One law firm is more of a boutique, despite its size, and hires experienced lawyers on a regular cadence throughout the year.  These new hires need to learn a bit about the specific practices of the firm but they are already well respected in their field.  When they need associates, they tend to hire people who have done a few years in Big Law and are disillusioned with the partner track.  They are willing to put in a few more years at the associate level in a slightly less intense environment and, much like the more senior hires, need more training in the specifics of the firm than in the work more broadly.

The second firm does some hiring throughout the year but also actively takes interns each year and tends to bring on a cohort of new lawyers from each graduating class.  This means that each summer there are a pile of law school students eager to contribute and an annual wave of new, full-time hires who need training and guidance on pretty much every aspect of their roles.

Even in an industry known for asking long hours of its workers, both law firms must still grapple with a limited amount of energy from their teams.  What is the best allocation of energy for each?

Let’s simplify the situation for illustration purposes and consider only the energy required to commute and the energy required to train new hires.  Given the details shared above, I would argue that the first law firm likely benefits from a more flexible remote work policy, or even from deciding to go fully remote except for specific events.  This decision will increase the energy required to train new hires but given the trickle-in nature of new employees, that challenge can be tackled on a case by case basis and only requires additional energy from a small subset of the team at any given time.

The second firm, however, is more likely to be successful with a policy that requires substantially more time in the office, if not a full time mandate.  With a steady stream of very junior employees, training and mentoring is inherently going to require a much larger percent of any energy budget than at the first firm and so a decision that reduces the energy needed in this area will have a larger impact.  These lawyers may hate their commutes as much as their colleagues at the first firm but it is a more worthwhile investment of their time and frustration.

Wrap it up for me, please

Very few situations can actually be boiled down to two factors, such as commuting and mentoring but a simple example can help set the stage for our own, more complex decisions.  If you are still struggling with the right return (or not) to office policy for your organization, my guess is that some aspects of your team’s day will require less energy if they are in the office and others will take less energy from home.  The question is whether one set clearly outweighs the other.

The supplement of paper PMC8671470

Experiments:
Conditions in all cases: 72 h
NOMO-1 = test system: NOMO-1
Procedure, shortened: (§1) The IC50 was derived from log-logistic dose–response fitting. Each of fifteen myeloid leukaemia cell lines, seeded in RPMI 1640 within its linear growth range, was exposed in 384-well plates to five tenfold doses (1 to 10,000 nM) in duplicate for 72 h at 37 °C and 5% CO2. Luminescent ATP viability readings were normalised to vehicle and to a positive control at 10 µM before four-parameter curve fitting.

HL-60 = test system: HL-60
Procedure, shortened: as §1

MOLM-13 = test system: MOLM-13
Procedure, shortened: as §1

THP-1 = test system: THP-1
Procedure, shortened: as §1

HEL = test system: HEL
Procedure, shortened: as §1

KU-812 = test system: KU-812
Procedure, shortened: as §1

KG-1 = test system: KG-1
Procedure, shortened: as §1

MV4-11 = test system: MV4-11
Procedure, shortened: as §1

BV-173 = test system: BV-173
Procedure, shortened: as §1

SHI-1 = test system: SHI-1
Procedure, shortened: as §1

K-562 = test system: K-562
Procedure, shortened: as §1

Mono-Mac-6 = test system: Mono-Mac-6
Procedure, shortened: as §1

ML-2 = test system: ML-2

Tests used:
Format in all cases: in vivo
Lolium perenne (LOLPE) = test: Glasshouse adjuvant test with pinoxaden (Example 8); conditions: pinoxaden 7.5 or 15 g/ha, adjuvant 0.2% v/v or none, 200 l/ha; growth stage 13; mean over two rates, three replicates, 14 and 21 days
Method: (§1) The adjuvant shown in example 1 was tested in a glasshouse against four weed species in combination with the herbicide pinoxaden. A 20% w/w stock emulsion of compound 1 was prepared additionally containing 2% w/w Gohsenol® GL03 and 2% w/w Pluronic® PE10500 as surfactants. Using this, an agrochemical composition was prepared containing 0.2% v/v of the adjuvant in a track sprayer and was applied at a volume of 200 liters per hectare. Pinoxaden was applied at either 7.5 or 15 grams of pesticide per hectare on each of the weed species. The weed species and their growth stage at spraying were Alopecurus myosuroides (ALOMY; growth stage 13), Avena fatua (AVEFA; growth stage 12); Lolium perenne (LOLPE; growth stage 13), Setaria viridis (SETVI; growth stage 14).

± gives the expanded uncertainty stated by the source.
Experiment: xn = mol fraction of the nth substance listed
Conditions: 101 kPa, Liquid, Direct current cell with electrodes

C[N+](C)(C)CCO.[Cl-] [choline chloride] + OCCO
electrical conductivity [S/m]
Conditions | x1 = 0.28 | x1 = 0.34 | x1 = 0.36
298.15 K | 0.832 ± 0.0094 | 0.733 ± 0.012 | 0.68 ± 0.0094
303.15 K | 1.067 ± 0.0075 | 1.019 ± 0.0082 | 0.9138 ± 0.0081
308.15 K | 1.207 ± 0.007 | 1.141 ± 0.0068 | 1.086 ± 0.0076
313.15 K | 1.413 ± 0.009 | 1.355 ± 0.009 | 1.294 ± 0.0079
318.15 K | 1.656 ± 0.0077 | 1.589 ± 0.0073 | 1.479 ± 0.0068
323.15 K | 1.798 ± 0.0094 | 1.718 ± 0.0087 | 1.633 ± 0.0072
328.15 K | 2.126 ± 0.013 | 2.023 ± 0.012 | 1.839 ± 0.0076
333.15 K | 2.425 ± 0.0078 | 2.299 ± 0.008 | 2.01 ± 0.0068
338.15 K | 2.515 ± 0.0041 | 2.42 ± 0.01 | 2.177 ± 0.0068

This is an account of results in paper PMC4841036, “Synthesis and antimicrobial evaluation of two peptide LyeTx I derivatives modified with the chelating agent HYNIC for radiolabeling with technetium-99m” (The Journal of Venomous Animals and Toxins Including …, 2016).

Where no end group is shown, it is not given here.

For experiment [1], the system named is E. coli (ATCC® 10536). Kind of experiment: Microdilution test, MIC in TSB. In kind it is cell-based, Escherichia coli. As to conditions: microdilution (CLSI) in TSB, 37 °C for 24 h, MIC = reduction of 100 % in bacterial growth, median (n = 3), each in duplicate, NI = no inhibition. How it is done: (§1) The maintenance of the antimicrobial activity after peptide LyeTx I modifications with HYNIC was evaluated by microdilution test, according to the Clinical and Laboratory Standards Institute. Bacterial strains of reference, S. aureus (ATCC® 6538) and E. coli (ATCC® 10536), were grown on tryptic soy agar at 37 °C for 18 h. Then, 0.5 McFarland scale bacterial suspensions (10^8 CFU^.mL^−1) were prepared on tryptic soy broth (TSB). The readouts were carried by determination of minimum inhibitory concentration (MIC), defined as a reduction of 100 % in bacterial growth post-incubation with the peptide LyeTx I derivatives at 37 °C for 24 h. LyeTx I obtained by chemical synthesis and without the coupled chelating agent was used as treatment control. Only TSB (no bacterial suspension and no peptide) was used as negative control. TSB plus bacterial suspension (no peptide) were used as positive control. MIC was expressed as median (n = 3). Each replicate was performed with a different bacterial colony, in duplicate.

As an added benefit, I have found that energy budgets can be a handy way to engage team members in the discussion.  Discussing energy budgets acknowledges that energy is a limited resource and empowers employees to talk about how their energy is allocated rather than forcing them to advocate for the fact that limits to their energy exist at all. 

It can also open up fascinating insights into what activities require more or less energy for your particular team members.  My husband and I tend to have very different opinions about how much of a win being colocated with others is for our energy budget for a variety of activities and your team may surprise you once you give them the language to share their thoughts on the subject.

Last, but far from least, this framing can dramatically increase buy-in when you do make a decision about your policy.  Understanding why a decision was made, including acknowledging the increased costs in some areas in service of a greater overall benefit, can help team members support that decision.  They may not love the answer, and it may not even be a personal win for them, but seeing how the decision serves the broader organization can help people move past their personal perspectives and get on board with the greater good.

So now what?

Now is a great time to pause and reflect on the activities that are taking up the largest chunks of your team’s energy.  Whether it is commuting, mentoring, customer engagement, collaboration, creating individual work products, or even complaining, this is a chance to see and acknowledge the biggest categories. 

Now is also a great time to pause and reflect on what activities are the highest priority for your organization.  What must be done to the highest standard?  Does meeting that standard require more energy than is currently available?  Could that standard be met in more energy efficient ways?

This is, at heart, an optimization problem.  It is likely to be challenging but also incredibly rewarding.  Hopefully, the “Energy Budget” framing will make solving the age-old need for more hours in the day just a bit more solvable.